2 It is important to note that not every paper based on research conducted via CubeSats lists the term in the publication. It may, for example, use the term “nanosatellite,” or even “small satellite.” So a search on the term “CubeSat*” alone is a likely undercount of the publications based on CubeSats.
A search on a different scientific citation indexing service, Scopus, leads to a different number of publications. A search on the term “CubeSat*” in Scopus results in 2,283 records. This number is likely higher because Scopus covers more engineering journals and conference proceedings than does WoS. Limiting the search to Abstract, Title and Keywords leaves in 1,264 records.
Selecting only articles results in 202 records. As with WoS, the bulk of the papers (170) are characterized as engineering, followed by Earth and planetary science (49). And as with WoS, there is steep increase in the number of publications in recent years (Figure B.3). Scopus follows a different classification scheme than does WoS, and the papers cover 19 scientific disciplines. However, the top research area of publications remains engineering (Figure B.4).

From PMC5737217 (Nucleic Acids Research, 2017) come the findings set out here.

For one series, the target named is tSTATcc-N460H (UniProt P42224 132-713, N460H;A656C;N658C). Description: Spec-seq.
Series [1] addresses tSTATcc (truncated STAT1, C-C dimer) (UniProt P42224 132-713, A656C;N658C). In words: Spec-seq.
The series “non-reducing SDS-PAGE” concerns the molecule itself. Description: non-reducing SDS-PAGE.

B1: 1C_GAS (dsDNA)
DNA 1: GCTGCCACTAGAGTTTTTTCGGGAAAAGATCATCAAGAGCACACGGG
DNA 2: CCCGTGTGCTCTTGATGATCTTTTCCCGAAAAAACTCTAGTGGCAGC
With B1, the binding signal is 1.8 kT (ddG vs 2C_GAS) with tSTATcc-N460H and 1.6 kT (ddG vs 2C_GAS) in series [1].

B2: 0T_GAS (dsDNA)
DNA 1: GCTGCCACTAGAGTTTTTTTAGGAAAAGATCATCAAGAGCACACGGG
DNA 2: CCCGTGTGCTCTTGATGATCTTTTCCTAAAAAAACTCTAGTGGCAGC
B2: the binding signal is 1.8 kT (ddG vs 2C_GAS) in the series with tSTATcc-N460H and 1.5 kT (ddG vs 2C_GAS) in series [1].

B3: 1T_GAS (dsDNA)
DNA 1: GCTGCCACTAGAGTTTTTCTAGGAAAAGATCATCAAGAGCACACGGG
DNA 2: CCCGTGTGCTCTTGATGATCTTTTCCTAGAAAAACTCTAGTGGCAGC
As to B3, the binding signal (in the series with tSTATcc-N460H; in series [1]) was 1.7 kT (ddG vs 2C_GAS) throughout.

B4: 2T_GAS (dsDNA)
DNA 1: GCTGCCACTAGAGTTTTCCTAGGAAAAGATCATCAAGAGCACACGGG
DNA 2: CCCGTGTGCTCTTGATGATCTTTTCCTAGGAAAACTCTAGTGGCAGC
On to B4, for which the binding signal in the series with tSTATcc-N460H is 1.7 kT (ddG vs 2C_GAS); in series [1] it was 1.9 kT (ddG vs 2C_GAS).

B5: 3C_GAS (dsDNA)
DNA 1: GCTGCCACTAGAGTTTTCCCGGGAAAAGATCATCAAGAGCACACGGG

A third source used to catalog CubeSat publications was the Smithsonian Astrophysical Observatory/NASA Astrophysics Data System, which includes a much broader set of journals than might be implied by the title. Searches were conducted using the terms “CubeSat” or “CubeSats” in either the title or abstracts of each entry. This search leads to a total of 536 publications, 160 of which are refereed journal papers (Figure B.5).
The 160 refereed papers were manually classified into seven categories: engineering; astronomy and astrophysics; solar and space physics/heliophysics; planetary science; Earth sciences, biological sciences, and other. As Figure B.6 shows, almost three-quarters of these papers are engineering oriented; 41 publications are devoted to the five scientific fields of interest.3
Figure B.7 presents a time series of these 41 refereed papers in the five scientific fields of interest, and it shows that over the years, heliophysics has been the dominant field of publication, with planetary science, astronomy, and biology entering the domain in recent years.